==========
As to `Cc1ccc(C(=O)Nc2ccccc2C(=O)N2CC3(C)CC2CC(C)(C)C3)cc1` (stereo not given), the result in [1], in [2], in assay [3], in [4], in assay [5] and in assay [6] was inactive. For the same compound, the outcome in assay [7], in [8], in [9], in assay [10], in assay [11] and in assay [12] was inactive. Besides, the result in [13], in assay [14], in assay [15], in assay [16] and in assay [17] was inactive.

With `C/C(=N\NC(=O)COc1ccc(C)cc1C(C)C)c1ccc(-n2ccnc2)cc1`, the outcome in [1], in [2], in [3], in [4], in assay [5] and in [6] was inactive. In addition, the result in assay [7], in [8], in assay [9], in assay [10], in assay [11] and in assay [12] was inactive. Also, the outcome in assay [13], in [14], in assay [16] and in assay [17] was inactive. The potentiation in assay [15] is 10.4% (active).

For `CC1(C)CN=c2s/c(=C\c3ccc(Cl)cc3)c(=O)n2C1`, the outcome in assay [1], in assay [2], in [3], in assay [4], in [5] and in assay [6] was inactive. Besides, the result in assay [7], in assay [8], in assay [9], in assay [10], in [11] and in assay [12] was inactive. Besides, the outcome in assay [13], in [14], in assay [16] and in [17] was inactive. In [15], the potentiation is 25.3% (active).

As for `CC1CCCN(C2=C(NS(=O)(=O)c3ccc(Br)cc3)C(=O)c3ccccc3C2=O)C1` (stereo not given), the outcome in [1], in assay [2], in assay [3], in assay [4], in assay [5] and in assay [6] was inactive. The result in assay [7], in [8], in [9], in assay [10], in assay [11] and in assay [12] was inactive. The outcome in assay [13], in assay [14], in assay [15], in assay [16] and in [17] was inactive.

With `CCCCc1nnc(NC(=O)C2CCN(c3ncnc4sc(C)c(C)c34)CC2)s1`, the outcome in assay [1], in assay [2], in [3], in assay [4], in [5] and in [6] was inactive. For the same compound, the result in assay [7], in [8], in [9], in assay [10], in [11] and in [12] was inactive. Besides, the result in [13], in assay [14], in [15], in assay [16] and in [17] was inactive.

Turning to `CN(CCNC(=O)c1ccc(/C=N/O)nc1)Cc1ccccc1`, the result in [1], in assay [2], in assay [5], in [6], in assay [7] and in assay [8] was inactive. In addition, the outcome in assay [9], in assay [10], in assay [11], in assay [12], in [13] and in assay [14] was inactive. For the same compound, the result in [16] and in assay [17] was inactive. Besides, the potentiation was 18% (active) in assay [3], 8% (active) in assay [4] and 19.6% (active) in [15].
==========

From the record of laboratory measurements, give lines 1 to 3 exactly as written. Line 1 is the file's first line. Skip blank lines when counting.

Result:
As to `Cc1ccc(C(=O)Nc2ccccc2C(=O)N2CC3(C)CC2CC(C)(C)C3)cc1` (stereo not given), the result in [1], in [2], in assay [3], in [4], in assay [5] and in assay [6] was inactive. For the same compound, the outcome in assay [7], in [8], in [9], in assay [10], in assay [11] and in assay [12] was inactive. Besides, the result in [13], in assay [14], in assay [15], in assay [16] and in assay [17] was inactive.

With `C/C(=N\NC(=O)COc1ccc(C)cc1C(C)C)c1ccc(-n2ccnc2)cc1`, the outcome in [1], in [2], in [3], in [4], in assay [5] and in [6] was inactive. In addition, the result in assay [7], in [8], in assay [9], in assay [10], in assay [11] and in assay [12] was inactive. Also, the outcome in assay [13], in [14], in assay [16] and in assay [17] was inactive. The potentiation in assay [15] is 10.4% (active).

For `CC1(C)CN=c2s/c(=C\c3ccc(Cl)cc3)c(=O)n2C1`, the outcome in assay [1], in assay [2], in [3], in assay [4], in [5] and in assay [6] was inactive. Besides, the result in assay [7], in assay [8], in assay [9], in assay [10], in [11] and in assay [12] was inactive. Besides, the outcome in assay [13], in [14], in assay [16] and in [17] was inactive. In [15], the potentiation is 25.3% (active).